On more than one occasion, I have asked you repeatedly to stop the personal
attacks. Now, you are pissing me off and if you continue this line of
personal public attacks, I will seek 3rd party action, either thru the IETF
or whatever mechanisms they have in place or seek defamation and tort legal
action against you.
If you disagree with my comments, opinion, etc, fine. Explain, show or
throw in your own opinions, even say I'm wrong, but the PERSONAL ATTACKS
HAS GOT TO STOP!
I don't wish to be wasting time with such nonsense. Please don't push it.
Hector Santos, Santronics Software, Inc.
----- Original Message -----
From: "Keith Moore" <moore(_at_)cs(_dot_)utk(_dot_)edu>
To: "Hector Santos" <hsantos(_at_)santronics(_dot_)com>
Cc: <moore(_at_)cs(_dot_)utk(_dot_)edu>; <ietf-smtp(_at_)imc(_dot_)org>
Sent: Tuesday, June 28, 2005 11:08 AM
Subject: Re: Bounce/System Notification Address Verification
There is also no reason that a server should refuse multiple RCPT TOs
when given a return path of <>.
I believe there is. The majority of good systems do not behave this way,
especially when issueing a RANDOM address which is what this thread is
An observation that the majority of systems behave a certain way is not
a good reason for depending on that behavior, as even seldom-used
functionality can be extremely valuable overall. Add to that the
uncertainty involved in measuring "majority" (I doubt that you have
done enough measurement to make that assertion reliably) and
"good" (what are your criteria for "good" and why should we accept them
if they're different than the standards?) and the supposed
justification disappears completely.
Wrong. There is no prohibition that I'm aware of against using <> for
other purposes, and there are some standards that specifically require
using <> - e.g. MDNs and responses from mail robots, neither of
which are constrained to exactly one recipient.
Keith, we were referring (atleast I was) to the fact that they do EXIST
RCPT limits for a NULL return path. There are plenty of systems that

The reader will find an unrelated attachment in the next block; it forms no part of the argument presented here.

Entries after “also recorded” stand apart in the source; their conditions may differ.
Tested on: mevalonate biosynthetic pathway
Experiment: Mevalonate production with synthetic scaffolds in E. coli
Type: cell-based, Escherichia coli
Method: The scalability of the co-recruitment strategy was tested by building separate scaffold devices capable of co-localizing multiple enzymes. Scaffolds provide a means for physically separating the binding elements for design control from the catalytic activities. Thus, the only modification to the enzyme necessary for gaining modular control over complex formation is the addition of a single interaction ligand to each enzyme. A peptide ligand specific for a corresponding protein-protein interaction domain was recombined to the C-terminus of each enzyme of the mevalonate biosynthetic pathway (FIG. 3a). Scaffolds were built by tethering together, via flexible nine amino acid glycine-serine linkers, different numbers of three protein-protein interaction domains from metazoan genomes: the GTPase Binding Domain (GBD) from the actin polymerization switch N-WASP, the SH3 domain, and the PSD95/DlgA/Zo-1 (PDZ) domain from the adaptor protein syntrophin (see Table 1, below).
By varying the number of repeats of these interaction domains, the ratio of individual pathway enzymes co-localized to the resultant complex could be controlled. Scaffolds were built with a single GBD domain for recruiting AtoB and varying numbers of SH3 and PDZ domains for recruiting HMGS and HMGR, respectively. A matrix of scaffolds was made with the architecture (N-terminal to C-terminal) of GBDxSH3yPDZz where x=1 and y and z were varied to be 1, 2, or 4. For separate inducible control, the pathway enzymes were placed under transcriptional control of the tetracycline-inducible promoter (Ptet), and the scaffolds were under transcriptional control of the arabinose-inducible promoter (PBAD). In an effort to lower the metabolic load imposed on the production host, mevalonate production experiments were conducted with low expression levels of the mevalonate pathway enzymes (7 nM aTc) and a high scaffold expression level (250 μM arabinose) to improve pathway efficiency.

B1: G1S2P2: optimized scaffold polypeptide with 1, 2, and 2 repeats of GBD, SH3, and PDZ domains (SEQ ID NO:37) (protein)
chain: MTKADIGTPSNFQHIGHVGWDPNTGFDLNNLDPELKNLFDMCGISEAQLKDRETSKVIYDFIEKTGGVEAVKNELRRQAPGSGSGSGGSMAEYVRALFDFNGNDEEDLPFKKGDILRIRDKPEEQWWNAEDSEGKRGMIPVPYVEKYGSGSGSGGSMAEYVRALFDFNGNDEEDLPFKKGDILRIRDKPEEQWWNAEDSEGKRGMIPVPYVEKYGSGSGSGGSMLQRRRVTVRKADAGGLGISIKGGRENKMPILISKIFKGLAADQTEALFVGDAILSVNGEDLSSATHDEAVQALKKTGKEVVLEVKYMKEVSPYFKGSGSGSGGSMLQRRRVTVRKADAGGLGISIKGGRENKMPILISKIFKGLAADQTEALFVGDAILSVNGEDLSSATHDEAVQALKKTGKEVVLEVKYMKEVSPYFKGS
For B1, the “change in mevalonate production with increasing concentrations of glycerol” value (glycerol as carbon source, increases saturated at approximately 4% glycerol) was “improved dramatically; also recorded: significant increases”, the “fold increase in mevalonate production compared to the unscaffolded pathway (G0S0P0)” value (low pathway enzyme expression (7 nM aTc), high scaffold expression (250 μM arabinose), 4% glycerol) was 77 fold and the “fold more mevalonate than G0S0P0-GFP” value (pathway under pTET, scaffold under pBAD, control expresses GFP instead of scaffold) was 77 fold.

in this mode whether you care to believe that or not. The conflict you
to forget is that your multi rcpt-to/null return path allowance is a
You are wrong about that also. It is not a source of spam. While
failing to permit multiple RCPTs with MAIL FROM <> might allow some
spam to pass, it also allows legitimate mail to pass. Using unreliable
criteria to block mail because it might be spam harms the transparency
of the mail system and makes it less reliable.
But in general, lots of
mail software authors and/or operators are making dubious assumptions
about what kinds of spam countermeasures are reasonable, and those
assumptions conflict with one another far too often.
You need to separate 2821 from 2822 (body) Keith if you want to see the
light at the end of the tunnel.
I'm very aware of the difference. Dubious countermeasures are being
implemented at both layers, and my statement applies equally to both.
well, it appears that your mail server rejects a lot of perfectly
mail for other reasons known only to you, so I guess I'm not
I wish you would stop your own going pot shots at me. It is
antagonistic, insulting and quite frankly very tiresome.
Hey, you're the one blocking perfectly legitimate mail using poor
criteria, and meanwhile touting the superiority of your products and
expertise as justification for why everyone should do things your way.
Maybe if you fixed your mail system to work according to
standards rather than your imagination you wouldn't attract such